Lessons from closing N.Y. power plant may help in Colstrip – Billings Gazette, Nov. 20, 2016
By Mike Ferguson
Peter De Jesus knows firsthand the financial and employment impact that closing a coal-fired power plant can have on a community, and he shared his experiences with a crowd of about 175 people in Billings Saturday.
De Jesus, senior organizer and communications director for the Western New York Area Labor Federation, told the 45th annual meeting of the Northern Plains Resource Council that the coalition he helped form in Tonawanda, N.Y., around the closing of the Huntley Generating Station could be something that Colstrip-area residents, businesses and educators consider as the Colstrip Power Plant decommissions units 1 and 2 in the coming years.
Colstrip-area residents and officials will have time, just like their counterparts in Tonawanda did. The Huntley Generating Plant shut down in 2015, a year after a study showed it was losing money and would not be profitable in the future.
“We had two options — sit back and wait, or be proactive and engage those people who would be affected in conversation,” he said. “Our goal was not only to survive, but to thrive. To me this is commonsense theory.”
The coalition had a number of goals, and some of them are ongoing. Among them are maintaining school funding, protecting workers and helping them to find good-paying jobs, reconnecting the city to its riverfront, creating and sustaining a new tax base, protecting rate-payers and improving the environment and residents’ health.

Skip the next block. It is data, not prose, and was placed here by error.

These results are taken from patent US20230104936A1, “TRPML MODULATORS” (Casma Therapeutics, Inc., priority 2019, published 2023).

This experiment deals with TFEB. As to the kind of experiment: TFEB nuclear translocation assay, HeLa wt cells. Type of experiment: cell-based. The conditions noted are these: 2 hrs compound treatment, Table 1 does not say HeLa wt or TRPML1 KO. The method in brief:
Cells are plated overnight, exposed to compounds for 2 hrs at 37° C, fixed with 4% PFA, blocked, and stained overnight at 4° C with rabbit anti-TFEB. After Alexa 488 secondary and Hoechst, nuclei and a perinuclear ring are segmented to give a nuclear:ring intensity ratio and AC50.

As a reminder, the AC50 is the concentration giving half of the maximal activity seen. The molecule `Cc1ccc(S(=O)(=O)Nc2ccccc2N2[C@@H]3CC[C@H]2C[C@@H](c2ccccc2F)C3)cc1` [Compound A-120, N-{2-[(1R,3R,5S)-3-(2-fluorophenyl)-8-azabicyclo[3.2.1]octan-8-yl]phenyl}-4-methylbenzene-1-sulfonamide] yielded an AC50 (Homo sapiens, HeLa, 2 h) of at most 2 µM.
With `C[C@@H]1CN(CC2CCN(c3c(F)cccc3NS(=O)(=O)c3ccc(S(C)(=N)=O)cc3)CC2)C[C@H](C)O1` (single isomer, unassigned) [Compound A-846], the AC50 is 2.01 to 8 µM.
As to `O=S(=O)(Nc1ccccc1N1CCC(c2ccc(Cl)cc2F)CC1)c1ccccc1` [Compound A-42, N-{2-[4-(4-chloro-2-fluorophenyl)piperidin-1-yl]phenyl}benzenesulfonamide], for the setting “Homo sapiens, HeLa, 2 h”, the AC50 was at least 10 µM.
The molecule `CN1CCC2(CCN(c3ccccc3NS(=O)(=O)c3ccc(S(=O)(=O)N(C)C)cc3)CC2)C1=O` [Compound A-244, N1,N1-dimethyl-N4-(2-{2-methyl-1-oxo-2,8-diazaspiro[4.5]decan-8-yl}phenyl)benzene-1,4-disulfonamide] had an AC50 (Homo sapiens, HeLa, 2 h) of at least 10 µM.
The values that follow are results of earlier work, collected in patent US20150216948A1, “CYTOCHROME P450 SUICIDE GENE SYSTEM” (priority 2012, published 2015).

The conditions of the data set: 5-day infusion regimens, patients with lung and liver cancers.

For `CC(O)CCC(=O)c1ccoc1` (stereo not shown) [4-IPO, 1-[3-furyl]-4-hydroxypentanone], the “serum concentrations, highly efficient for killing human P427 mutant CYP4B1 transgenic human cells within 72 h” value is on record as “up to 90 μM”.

Schools alone stood to lose $3 million annually, but the coalition helped pass a bill in the New York State Legislature that helped the schools replenish $2.2 million of the money they lost. The sponsor of the bill, De Jesus noted, was a state assemblyman “who did not agree with what we were doing early on. He thought the plant would never close, but at the end of the day he was instrumental in securing this fund.”
“You’ve got to continue to dialogue with elected officials,” De Jesus said. “Like them or not, they are the ones who can give you what you need.”
A year after the New York plant closure, the coalition is running a campaign to clean up and redevelop the site and “analyzing how people can make money in Tonawanda,” he said. “In western New York we are seeing more and more renewables being developed.”
Before De Jesus’ talk, Dan Cohn, regional organizer for the Western Organization of Research Councils, traced the recent history of coal company bankruptcies in the region and around the country.
Hubris among coal executives, he said, is as much to blame for the industry’s decline as competition from natural gas and renewable sources of energy.